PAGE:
Weekly Fixed Income Update

Written by Peter Baden, CFA, Chief Investment Officer

Headlines of the Week

With COVID variants spreading, companies reporting and entertainment events happening, the markets ranged from concerns of a slow down, to the reopening is happening on schedule. The US Treasury yield curve continued to flatten, but only because intermediate rates increased more than long rates. The give back in yields was focused on the “Belly” of the curve with the 3, 5 and 7 year US Treasury giving up around 8 basis points, compared to 7 basis points for the 10 year, and 5 basis points for the 30 year. Traders reacted to improving vaccination rates, good corporate reports and few signs the economy will close to battle COVID. 

Headlining the weeks economic news was the jobs report. The Change in Nonfarm Payrolls was 943k, ahead of consensus forecasts of 870k. Last month number was revised up to 938k versus 850k. The Unemployment Rate declined to 5.4% below the 5.7% consensus estimate and an improvement on last month’s 5.9%. While both numbers are promising for economic growth, the Average Hourly Earnings rose 4%, potentially concerning for future inflation.

This week the US Treasury announced their August refunding schedule. Importantly, the Treasury highlighted their “expectation of announcing an initial set of auction size reductions as soon as the November refunding announcement.” This is quite a forceful statement from Treasury, which usually avoids pre-committing. This announcement, potentially around the same time as tapering the Fed’s Bond Buying Program is considered, might make a repeat of the Taper Tantrum less likely.

Next week we get the readings on CPI and PPI. With recent prints exceeding expectations, markets will be looking for transitory, sticky or worse spreading indications in the numbers.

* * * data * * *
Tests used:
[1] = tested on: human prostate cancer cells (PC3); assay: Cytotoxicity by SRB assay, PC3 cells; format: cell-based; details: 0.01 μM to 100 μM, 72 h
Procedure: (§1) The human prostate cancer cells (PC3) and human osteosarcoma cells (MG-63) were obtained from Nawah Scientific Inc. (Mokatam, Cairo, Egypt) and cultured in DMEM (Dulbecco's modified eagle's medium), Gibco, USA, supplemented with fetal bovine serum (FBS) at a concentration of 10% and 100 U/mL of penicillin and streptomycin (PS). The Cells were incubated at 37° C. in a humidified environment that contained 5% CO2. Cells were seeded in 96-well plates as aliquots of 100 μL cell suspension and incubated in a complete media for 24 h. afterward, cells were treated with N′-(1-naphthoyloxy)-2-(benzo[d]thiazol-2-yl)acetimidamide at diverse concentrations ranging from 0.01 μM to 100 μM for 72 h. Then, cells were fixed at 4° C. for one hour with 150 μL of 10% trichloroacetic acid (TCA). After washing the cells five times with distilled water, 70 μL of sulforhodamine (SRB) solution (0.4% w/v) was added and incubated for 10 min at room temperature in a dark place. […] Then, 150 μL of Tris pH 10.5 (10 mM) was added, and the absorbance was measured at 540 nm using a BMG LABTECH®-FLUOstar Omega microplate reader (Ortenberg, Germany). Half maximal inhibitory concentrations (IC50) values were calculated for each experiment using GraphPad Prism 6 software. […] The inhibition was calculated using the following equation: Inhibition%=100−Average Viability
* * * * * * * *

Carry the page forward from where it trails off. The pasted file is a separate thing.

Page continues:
Chart of the Week

Vaccine Challenges: States with lower vax rates have higher infection increases
As of: 8/3/2021

Source of Interest Rates: US Treasury Yields via Bloomberg LP see footnote at the bottom of this e-mail for which indexes are used.
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Indexes used for AAA Municipal Yields

2 Year: BVAL Municipal AAA Yield Curve (Callable) 2 Year (Symbol: CAAA02YR BVLI)

5 Year: BVAL Municipal AAA Yield Curve (Callable) 5 Year (Symbol: CAAA04YR BVLI)

10 Year: BVAL Municipal AAA Yield Curve (Callable) 10 Year (Symbol: CAAA10YR BVLI) 

30 Year: BVAL Municipal AAA Yield Curve (Callable) 30 Year (Symbol: CAAA30YR BVLI)

Indexes used for US Treasury Yields

2 Year: US Generic Govt 2 Year Yield (Symbol: USGG2YR)

5 Year: US Generic Govt 5 Year Yield (Symbol: USGG5YR)

10 Year: US Generic Govt 10 Year Yield (Symbol: USGG10YR)

30 Year: US Generic Govt 30 Year Yield (Symbol: USGG30YR) F/m Investments, LLC, doing business as Genoa Asset Management (Genoa), is an investment advisor registered under the Investment Advisers Act of 1940. Registration as an investment adviser does not imply any level of skill or training. The oral and written communications of an adviser provide you with information about which you determine to hire or retain an adviser. For more information please visit: https://adviserinfo.sec.gov/ and search our firm name. The opinions expressed herein are those of Genoa and may not come to pass. The material is current as of the date of this presentation and is subject to change at any time, based on market and other conditions. The information presented in the material is general in nature and is not designed to address your investment objectives, financial situation or particular needs. Prior to making any investment decision, you should assess, or seek advice from a professional regarding whether any particular transaction is relevant or appropriate to your individual circumstances. The information presented does not involve the rendering of personalized financial, legal or tax advice, but is limited to the dissemination of general information for educational purposes. Please consult financial, legal or tax professionals for specific information regarding your individual situation. This information does not constitute a solicitation or an offer to buy or sell any securities. Although taken from reliable sources, Genoa cannot guarantee the accuracy of the information received from third parties. Charts, diagrams, and graphs, by themselves, cannot be used to make investment decisions. Investing involves risk of loss, including loss of principal. Past performance is no guarantee of future results. An index is a portfolio of specific securities, the performance of which is often used as a benchmark in judging the relative performance of certain asset classes. Indexes are unmanaged portfolios and investors cannot invest directly in an index. An index does not charge management fees or brokerage expenses, and no such fees or expenses were deducted from the performance shown.